Pubpaper 816 – Beer around the World Tonight

Posted: 18th July 2015 by santobugtio in Pub Paper, Writing

I’ll start with a story from down under this week about an Aussie drinker who has been caught dumping empty beer cans every day on the same street.  You may think so what, but when I say he had deposited an estimated 11,700 cans onto the pavement in 18 months or an average of 21 cans per day, it puts a different complexion on the story.  He was eventually caught dropping bags of the cans out of his car window as he passed through the area, indicating that he had something else to do in his life.  At least he wasn’t drinking Fosters, with Carlton Draft being his beverage of choice.  21 cans a day, every day, is an unhealthy beer habit (this from a confirmed member of the beer club) even if spread through the day, the equivalent of about 11 pints.  I’d hate to see the state of his liver right now if they were not shared and even then his taste buds must be numb to the taste of the beer by now.  For me the variety of beer is the reason I drink it and enjoy it so much.  Being stuck with 18 months on the same beer, even an excellent one. would be pure hell, but some peoples hell is another’s heaven.

Keeping on the topic of our Aussie friends, it appears their love of a beer doesn’t extend to Cricket Test Matches which they lose heavily.  After the 1st Ashes Test in Cardiff, Alastair Cook invited his opposite captain Michael Clarke for a post match beer, an offer which was rebuffed by the visiting skipper.  The two teams sharing a beer after the match has finished is ingrained in most sports, especially in amateur ranks, the social aspect being as much of a reason for taking part as the sporting aspect, just look at the number of social or members clubs attached to sports grounds.  The New Zealand test captain was happy have a jar after matches regardless of the result, but the Aussies always want to get one over on us (and at the time of writing they were 566-8 declared and we were 85/4 with good chance of a follow on in the third day of the second test match at Lords, so it appears to be working).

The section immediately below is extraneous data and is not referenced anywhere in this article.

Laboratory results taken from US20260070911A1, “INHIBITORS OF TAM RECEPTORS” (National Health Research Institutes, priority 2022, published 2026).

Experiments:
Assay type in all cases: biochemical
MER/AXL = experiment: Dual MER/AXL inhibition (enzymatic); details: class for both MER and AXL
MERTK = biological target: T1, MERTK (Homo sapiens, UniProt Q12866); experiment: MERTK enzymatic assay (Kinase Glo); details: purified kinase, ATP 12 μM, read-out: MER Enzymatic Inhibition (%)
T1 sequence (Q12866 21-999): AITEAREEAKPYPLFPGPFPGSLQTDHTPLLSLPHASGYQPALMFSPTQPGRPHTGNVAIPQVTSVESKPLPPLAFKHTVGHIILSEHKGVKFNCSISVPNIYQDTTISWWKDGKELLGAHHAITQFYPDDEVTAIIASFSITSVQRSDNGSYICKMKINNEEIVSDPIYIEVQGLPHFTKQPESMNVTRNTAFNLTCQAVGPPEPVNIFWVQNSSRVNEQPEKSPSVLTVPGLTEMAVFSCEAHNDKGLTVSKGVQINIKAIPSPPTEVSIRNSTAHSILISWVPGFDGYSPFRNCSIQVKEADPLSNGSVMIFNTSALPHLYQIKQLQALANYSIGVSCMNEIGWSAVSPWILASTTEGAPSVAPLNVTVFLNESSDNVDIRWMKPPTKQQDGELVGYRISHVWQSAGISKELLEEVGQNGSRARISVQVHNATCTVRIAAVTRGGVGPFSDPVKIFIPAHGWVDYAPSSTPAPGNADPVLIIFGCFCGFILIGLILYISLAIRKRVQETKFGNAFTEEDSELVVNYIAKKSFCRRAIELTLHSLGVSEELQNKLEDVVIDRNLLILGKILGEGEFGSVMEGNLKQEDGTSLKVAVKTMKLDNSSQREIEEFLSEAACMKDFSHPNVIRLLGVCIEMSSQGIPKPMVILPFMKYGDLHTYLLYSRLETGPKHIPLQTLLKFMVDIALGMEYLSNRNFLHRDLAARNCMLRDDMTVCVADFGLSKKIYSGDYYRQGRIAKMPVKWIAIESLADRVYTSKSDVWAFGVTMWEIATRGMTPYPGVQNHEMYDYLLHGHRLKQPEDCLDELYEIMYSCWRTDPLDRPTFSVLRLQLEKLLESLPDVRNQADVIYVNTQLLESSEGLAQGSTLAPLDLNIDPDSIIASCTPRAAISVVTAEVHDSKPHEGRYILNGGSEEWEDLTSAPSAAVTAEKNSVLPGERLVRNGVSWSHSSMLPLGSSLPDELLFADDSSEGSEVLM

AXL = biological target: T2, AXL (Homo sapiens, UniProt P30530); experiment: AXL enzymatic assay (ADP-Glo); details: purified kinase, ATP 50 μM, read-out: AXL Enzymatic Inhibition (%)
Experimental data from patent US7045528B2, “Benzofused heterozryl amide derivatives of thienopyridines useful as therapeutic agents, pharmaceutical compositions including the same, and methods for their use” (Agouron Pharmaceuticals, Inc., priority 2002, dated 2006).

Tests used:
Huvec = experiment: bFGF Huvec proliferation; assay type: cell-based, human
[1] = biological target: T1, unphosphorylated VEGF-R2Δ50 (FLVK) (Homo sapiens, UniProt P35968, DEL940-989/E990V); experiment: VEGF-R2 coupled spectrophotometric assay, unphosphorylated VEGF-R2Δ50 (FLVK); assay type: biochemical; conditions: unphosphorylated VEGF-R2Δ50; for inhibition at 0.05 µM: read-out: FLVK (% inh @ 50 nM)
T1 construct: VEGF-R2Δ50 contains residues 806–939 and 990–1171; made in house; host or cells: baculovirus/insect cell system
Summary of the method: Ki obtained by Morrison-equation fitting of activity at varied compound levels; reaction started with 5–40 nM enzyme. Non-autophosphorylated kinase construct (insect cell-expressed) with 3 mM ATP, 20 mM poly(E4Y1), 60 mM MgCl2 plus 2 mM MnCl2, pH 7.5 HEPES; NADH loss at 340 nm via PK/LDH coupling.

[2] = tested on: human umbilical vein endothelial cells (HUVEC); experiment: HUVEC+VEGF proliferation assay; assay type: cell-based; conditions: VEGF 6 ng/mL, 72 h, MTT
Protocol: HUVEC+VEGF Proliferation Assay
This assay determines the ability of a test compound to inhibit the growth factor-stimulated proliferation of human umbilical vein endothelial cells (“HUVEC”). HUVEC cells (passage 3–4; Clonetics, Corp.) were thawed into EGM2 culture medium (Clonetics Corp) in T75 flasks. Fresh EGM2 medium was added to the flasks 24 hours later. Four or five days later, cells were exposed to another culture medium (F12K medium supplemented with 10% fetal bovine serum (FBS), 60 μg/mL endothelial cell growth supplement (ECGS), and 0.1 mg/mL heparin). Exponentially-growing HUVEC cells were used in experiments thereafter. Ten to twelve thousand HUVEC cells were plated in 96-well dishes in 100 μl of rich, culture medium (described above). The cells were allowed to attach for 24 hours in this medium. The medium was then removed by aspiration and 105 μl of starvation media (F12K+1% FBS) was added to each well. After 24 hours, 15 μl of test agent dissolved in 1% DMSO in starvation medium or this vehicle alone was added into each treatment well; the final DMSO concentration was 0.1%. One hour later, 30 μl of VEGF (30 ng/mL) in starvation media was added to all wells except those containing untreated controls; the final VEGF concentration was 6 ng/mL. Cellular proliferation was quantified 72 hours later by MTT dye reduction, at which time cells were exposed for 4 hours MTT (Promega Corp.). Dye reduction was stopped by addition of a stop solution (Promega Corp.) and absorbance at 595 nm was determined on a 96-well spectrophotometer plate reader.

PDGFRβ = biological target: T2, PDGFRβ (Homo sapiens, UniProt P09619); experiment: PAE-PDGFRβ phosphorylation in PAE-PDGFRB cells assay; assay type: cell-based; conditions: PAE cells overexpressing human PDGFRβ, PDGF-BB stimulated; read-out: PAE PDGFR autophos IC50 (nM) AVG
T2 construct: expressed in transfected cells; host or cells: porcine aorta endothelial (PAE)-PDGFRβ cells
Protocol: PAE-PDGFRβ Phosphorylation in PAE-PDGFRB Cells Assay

At least we have a good supply of beer, back in the middle of July, the Polar Empresas brewery which produces 80% of Venezuela’s beer was suffering a strike by its workers who were demanding higher wages.  Workers at number of sites at the country’s biggest distributor also joined the strike with the same demands.  The lack of supply routes out to some parts of the country meant that a national beer shortage was on the horizon.  Luckily a government official was on hand to help mediate the labour issue.  Not the trade, commerce or industry minister as you would expect, but its Human Rights ombudsman called Tarek Willian Saab who gained an agreement which ensured beer shelves would not run dry.   Other sources say that the Labour department of the government ordered them to go back to work, but that’d ruin the idea of “Beer as a human right?”. An interesting question, and as long Greene King beer is not protected and in fact is tried for crimes against humanity, I’d be happy to go along with this

What all these stories show is how ingrained beer is into our lives, you are sitting in a pub reading this aren’t you!   It gets into every pore of our society, from the people at the top of the pile down in Westminster and our complaints we are paying for their subsidised beer.  Right down to the homeless alcoholics and the arguments about the sale of high strength turbo lager like Tennants Super, Skol Special Brew and Kestrel Super.   Every social strata in between will have a beer related agenda, whether it is the argument between cask and craft, the post pub / club trouble in our town centres or the country village risking losing its last pub.    The stories above go from the people at the top of their sporting game, to low paid workers in second world countries, to a fairly average aussie.  It knows few boundaries and not many products can say that